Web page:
Abstract: Political disinformation is dangerous for democracies. Social and government pressure made Facebook and Twitter start labeling posts that contain disinformation. This policy became known as fact-checking. Does competition between platforms promote fact-checking? I propose a model in which two platforms decide whether to fact-check a politician. One of the platforms is ex-ante more attractive to voters than the other. The politician chooses which platforms to use and how often to misrepresent the state of the world if it is bad for her. In equilibrium, fact-checking is more likely if the politician has low approval or one of the platforms is highly more attractive than its competitor. The model’s policy implication is that reducing market power for the dominant social media firm can make fact-checking less likely.
Presenter: Nickolas Gagnon (https://www.nickolasgagnon.com/)
The Effect of Gender Discrimination on Labor Supply
Authors: Nickolas Gagnon (Aarhus University), Kristof Bosmans (Maastricht University), and Arno Riedl (Maastricht University)
Abstract: We conduct experiments on an online platform to investigate the causal effect of gender discrimination on labor supply decisions. Controlling for the piece-rate wage, workers who face negative gender-discriminatory wage inequality supply substantially less labor compared to workers who face gender-neutral wage inequality (−0.16 standard deviations) and compared to workers with equal wages (−0.21 standard deviations). We also examine the effect of positive discrimination, differences between men and women, and the role of beliefs about facing discrimination. Our results point to the labor supply reaction to discrimination as a novel mechanism driving a gender gap in earnings.
Presenter: Péter Isztin
Early and Late Specialization: General Framework and Applications
Author: Péter Isztin (CUB)
Abstract: Why do some parents send their children early to vocational schools or apprenticeships, or prepare them for a career in acting, while other parents leave specialization entirely to the child, sending the child first to general middle schools or to a liberal arts college? I consider these questions in a unified framework, where parents face uncertainty over their offspring’s labor market prospects. In general, consistent with related earlier results and basic intuition, greater uncertainty induces less early specialization. Early specialization may occur due to dynamic complementarities in human capital investments: later skills build on earlier accumulated skills. Early specialization is more likely when segregation along ethnic lines is more prevalent and when the parent’s (and child’s) ethnic group is small relative to the industry size, and when peer connections are especially important in landing a job in the given industry. As general human capital becomes more productive in the household (consumption) sector, and/or the time spent at “leisure” activities increases, specialization is often postponed, and intergenerational occupational mobility increases. Because accumulating general knowledge has a “learning how to learn” component, delayed specialization encourages later career switches and makes a “late bloomer” pattern more likely. Early specialization is shown to be more likely in “superstar” industries, as well as industries where learning by doing or on the job training is more important relative to formal learning. The framework developed in the paper also helps account for the emergence, durability and eventual decline of caste and other hereditary systems, and helps us understand the effects of gender-focused educational interventions.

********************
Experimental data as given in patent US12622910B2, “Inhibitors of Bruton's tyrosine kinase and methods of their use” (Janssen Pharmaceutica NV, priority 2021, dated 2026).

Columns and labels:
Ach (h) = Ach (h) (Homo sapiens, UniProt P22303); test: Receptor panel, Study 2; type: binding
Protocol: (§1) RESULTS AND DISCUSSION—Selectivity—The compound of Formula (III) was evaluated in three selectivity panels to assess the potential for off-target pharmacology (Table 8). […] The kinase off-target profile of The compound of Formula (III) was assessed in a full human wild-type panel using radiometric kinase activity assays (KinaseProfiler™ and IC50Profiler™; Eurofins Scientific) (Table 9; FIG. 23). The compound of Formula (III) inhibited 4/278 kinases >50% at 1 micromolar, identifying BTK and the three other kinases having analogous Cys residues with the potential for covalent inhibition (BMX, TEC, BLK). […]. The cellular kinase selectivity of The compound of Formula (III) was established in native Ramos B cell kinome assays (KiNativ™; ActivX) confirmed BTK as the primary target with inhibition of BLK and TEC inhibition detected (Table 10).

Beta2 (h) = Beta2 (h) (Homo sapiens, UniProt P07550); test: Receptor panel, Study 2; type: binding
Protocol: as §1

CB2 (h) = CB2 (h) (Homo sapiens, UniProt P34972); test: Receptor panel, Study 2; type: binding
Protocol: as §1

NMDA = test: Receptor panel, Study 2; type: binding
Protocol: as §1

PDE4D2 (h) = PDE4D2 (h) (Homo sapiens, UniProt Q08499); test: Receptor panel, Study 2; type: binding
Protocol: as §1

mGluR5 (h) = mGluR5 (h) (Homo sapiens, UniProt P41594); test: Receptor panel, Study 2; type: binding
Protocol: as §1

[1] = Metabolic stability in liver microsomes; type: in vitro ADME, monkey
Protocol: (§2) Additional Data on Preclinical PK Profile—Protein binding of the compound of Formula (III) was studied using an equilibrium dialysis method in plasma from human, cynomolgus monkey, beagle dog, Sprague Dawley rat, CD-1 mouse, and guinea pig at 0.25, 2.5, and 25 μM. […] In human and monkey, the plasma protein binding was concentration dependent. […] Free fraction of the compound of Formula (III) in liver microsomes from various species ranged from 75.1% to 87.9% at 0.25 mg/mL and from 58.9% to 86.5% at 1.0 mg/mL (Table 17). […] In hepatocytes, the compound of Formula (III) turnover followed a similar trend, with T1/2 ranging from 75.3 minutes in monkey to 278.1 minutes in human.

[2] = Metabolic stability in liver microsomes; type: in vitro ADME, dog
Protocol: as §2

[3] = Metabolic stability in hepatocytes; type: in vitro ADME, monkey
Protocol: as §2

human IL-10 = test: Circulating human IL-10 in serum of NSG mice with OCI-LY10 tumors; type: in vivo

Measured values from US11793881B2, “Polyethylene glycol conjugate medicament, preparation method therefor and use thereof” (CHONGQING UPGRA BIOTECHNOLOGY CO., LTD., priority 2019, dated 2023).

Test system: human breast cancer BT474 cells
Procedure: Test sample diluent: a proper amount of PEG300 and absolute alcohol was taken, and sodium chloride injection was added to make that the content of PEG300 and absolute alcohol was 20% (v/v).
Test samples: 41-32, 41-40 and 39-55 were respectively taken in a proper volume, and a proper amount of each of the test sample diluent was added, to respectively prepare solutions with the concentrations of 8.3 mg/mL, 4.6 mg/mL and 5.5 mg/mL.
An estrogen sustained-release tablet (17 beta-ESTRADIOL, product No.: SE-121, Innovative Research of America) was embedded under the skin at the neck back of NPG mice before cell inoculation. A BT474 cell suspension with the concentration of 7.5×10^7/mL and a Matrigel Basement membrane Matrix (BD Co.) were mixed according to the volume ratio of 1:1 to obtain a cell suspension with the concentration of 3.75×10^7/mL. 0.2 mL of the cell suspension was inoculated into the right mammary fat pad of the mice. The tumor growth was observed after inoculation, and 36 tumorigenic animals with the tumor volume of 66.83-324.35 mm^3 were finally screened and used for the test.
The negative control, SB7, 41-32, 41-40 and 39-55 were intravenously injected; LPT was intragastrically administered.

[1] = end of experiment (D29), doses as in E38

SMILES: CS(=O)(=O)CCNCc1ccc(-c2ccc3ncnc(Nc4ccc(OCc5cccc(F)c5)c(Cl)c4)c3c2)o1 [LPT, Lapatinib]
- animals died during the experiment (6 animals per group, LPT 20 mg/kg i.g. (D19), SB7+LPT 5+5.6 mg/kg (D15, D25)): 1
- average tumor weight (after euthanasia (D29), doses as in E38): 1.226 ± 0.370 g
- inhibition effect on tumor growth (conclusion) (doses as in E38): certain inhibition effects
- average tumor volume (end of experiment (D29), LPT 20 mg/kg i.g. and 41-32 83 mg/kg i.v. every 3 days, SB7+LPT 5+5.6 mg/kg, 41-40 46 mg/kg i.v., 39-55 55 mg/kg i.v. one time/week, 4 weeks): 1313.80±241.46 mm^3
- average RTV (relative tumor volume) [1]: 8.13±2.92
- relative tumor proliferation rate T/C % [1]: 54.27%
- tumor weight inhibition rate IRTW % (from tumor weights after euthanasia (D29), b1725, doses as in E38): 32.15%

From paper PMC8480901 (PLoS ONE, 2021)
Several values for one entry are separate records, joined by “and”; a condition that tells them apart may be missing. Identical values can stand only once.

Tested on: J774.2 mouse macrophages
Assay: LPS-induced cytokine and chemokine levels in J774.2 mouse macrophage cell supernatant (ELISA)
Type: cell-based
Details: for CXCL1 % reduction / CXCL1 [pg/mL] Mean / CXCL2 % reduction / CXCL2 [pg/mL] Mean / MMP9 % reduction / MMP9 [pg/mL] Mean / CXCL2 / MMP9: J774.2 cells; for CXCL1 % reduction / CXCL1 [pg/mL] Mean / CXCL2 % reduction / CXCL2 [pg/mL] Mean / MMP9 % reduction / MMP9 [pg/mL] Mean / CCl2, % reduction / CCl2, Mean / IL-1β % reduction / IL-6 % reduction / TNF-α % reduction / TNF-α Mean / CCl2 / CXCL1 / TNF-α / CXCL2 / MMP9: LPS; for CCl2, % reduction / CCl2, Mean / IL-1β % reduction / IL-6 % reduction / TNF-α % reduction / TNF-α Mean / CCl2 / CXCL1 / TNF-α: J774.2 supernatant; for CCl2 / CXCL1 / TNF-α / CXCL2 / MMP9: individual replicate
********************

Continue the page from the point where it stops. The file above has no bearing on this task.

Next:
Presenter: Wolfgang Kuhle
On Latency Arbitrage and the Synchronized Placement of Orders
Author: Wolfgang Kuhle (CUB & MEA, Max Planck Institute for Social Law and Social Policy, Munich, Germany)
Abstract: We argue that contemporary stock market designs are, due to traders’ inability to fully express their preferences over the execution times of their orders, prone to latency arbitrage. In turn, we propose a new order type which allows traders to specify the time at which their orders are executed after reaching the exchange. Using recent latency data, we show that the order type proposed here allows traders to synchronize order executions across different exchanges, such that high-frequency traders, even if they operate at the speed of light, can no-longer engage in latency arbitrage.